8 at the end of the
The function is, thus, able to model the population growth and return the complete population state as output.
We create a
tf.data.Dataset object for reading the text file line-by-line as usual. Moreover, since the dataset is just a single line (the initial state) we can convert it to an iterable (using
iter) and extract the
initial_state = next( iter( tf.data.TextLineDataset("input") .map(lambda string: tf.strings.split(string, ",")) .map(lambda numbers: tf.strings.to_number(numbers, out_type=tf.int64)) .take(1) ) )
Modeling the population
As introduced in the design phase we’ll solve part 1 completely modeling the population.
The algorithm is precisely what has been described in the problem requirements.
@tf.function def evolve(initial_state: tf.Tensor, days: tf.Tensor): ta = tf.TensorArray(tf.int32, size=tf.size(initial_state), dynamic_size=True) ta = ta.unstack(initial_state) for _ in tf.range(1, days + 1): yesterday_state = ta.stack() index_map = tf.equal(yesterday_state, 0) if tf.reduce_any(index_map): indices = tf.where(index_map) transition_state = tf.tensor_scatter_nd_update( yesterday_state - 1, indices, tf.cast(tf.ones(tf.shape(indices)) * 6, tf.int32), ) ta = ta.unstack(transition_state) new_born = tf.reduce_sum(tf.cast(index_map, tf.int32)) for n in tf.range(new_born): ta = ta.write(tf.size(transition_state, tf.int32) + n, 8) else: transition_state = yesterday_state - 1 ta = ta.unstack(transition_state) today_state = ta.stack() # tf.print("after ", day, "days: ", today_state, summarize=-1) return today_state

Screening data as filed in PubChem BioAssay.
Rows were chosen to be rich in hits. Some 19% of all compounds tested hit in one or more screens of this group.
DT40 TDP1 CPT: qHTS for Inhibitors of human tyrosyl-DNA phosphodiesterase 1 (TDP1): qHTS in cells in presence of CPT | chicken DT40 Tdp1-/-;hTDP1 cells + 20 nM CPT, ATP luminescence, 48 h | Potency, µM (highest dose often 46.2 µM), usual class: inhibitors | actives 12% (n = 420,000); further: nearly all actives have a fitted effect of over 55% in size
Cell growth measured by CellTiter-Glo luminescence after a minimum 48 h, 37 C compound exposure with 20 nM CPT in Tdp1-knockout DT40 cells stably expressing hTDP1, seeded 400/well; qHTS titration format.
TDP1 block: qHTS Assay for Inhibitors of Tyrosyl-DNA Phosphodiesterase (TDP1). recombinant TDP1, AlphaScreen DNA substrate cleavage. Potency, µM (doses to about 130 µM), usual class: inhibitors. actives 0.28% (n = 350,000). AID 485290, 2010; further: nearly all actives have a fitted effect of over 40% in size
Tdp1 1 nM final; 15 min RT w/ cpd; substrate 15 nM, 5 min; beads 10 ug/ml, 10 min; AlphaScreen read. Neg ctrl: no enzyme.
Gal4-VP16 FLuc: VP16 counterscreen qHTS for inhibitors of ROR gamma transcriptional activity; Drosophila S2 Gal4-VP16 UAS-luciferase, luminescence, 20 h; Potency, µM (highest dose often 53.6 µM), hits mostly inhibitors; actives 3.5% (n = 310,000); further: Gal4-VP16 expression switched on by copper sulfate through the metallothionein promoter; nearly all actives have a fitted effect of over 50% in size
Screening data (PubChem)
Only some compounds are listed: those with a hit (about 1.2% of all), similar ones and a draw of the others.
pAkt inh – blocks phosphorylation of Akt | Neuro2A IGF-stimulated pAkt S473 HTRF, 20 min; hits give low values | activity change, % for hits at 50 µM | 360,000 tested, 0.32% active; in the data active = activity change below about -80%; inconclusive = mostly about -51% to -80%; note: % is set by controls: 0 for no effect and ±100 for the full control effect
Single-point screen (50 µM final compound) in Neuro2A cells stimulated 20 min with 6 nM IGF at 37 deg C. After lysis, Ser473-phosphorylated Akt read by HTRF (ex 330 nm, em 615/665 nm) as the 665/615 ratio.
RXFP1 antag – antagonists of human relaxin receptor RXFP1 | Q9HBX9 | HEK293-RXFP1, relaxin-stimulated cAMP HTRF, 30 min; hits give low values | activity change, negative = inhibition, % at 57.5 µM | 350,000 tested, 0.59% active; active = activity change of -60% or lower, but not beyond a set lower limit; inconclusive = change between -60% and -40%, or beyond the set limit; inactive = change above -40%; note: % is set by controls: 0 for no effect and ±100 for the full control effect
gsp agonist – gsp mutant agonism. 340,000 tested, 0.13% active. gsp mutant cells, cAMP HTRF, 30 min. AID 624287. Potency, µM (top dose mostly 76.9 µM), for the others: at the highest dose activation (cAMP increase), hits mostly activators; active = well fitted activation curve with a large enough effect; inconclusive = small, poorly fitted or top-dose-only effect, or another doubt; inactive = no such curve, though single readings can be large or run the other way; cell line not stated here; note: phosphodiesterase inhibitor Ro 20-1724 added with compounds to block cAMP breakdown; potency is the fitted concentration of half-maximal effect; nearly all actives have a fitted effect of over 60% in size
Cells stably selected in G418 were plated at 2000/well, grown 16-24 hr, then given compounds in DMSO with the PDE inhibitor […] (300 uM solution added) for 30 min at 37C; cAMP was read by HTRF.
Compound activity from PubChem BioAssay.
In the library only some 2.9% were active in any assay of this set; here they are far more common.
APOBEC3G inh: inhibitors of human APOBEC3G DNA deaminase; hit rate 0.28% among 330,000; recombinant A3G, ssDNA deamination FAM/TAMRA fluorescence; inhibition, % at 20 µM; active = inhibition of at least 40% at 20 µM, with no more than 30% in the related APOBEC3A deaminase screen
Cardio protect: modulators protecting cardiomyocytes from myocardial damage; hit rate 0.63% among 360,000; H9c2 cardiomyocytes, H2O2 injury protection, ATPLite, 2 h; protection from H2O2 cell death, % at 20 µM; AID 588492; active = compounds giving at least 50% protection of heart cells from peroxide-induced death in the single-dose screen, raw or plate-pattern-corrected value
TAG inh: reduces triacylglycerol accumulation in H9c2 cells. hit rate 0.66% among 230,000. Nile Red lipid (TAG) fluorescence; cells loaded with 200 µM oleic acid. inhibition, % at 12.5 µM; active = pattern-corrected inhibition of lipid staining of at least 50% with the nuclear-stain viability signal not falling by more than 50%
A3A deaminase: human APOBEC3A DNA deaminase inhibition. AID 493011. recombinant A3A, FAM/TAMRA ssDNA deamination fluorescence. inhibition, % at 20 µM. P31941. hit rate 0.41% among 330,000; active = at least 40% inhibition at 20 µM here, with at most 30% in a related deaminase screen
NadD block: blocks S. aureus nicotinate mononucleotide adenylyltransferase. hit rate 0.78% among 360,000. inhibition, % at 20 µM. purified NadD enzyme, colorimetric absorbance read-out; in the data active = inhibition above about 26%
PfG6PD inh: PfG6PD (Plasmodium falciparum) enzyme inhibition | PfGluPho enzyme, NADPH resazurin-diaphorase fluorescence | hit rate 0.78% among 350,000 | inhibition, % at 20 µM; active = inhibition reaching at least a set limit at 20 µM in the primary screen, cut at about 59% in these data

I made extensive use of the
unstack method of
tf.TensorArray for completely overwriting the array content with the values. This is a heavy operation since it completely rewrites the content, and allocates new space for the new elements to write in new memory locations.
The algorithm is pretty easy: look at yesterday’s state and check for zeros. If no zeros are present, just decrement all the timers and overwrite the array value. If zeros are present, instead:
- Keep track of their position (
- Replace them with
6(create a `transition_status’)
- Update the
- Count how many zeros were present (
- Append an
days iterations, the
tf.TensorArray contains the complete model of the population status on the final day. With
stack, we can convert the
tf.TensorArray to a
tf.Tensor and return it.
TensorArray the correct usage in graph-mode
A careful reader may have noticed that we annotated with
evolve function and it’s working fine. This may sound strange since while solving the day 3 puzzle I highlighted the TensorArray limitation in graph-mode.